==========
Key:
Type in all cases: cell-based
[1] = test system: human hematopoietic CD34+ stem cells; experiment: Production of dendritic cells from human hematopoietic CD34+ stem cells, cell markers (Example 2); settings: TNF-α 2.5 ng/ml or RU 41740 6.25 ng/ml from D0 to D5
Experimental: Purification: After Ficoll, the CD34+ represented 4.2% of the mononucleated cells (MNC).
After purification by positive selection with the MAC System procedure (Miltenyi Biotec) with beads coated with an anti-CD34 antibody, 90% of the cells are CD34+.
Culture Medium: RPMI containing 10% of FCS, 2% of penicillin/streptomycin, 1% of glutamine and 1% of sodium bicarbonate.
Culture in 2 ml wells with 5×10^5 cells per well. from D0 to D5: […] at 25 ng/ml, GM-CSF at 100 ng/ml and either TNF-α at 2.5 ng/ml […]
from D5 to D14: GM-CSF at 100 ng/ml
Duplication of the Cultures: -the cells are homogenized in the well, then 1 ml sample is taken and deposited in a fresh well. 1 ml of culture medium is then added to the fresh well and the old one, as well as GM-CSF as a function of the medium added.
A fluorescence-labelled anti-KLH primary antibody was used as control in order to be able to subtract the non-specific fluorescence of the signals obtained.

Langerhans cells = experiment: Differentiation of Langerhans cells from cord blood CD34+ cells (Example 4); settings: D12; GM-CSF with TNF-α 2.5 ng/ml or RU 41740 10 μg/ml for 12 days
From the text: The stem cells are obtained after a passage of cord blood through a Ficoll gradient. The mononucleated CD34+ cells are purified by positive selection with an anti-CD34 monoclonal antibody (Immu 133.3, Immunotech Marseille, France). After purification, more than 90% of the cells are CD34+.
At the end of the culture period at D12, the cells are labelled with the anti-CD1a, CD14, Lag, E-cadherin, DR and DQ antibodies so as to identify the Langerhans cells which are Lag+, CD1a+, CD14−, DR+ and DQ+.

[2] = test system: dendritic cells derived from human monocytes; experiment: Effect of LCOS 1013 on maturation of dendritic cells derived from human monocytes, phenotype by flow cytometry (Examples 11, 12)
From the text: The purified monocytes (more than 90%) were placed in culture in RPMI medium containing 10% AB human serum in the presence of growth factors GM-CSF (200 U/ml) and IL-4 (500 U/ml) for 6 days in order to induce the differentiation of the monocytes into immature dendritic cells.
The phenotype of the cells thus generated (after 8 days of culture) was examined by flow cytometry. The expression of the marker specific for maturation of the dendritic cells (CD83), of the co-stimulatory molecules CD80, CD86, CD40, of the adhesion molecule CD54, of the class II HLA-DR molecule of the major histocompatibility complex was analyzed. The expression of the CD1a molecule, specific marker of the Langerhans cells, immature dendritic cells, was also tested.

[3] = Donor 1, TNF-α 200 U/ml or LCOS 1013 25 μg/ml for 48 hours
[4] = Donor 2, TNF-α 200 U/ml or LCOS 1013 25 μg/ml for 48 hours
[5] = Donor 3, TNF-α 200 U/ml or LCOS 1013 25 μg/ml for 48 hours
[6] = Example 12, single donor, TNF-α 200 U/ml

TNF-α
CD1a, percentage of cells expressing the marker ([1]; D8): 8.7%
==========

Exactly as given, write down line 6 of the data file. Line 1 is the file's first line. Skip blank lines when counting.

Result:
Culture Medium: RPMI containing 10% of FCS, 2% of penicillin/streptomycin, 1% of glutamine and 1% of sodium bicarbonate.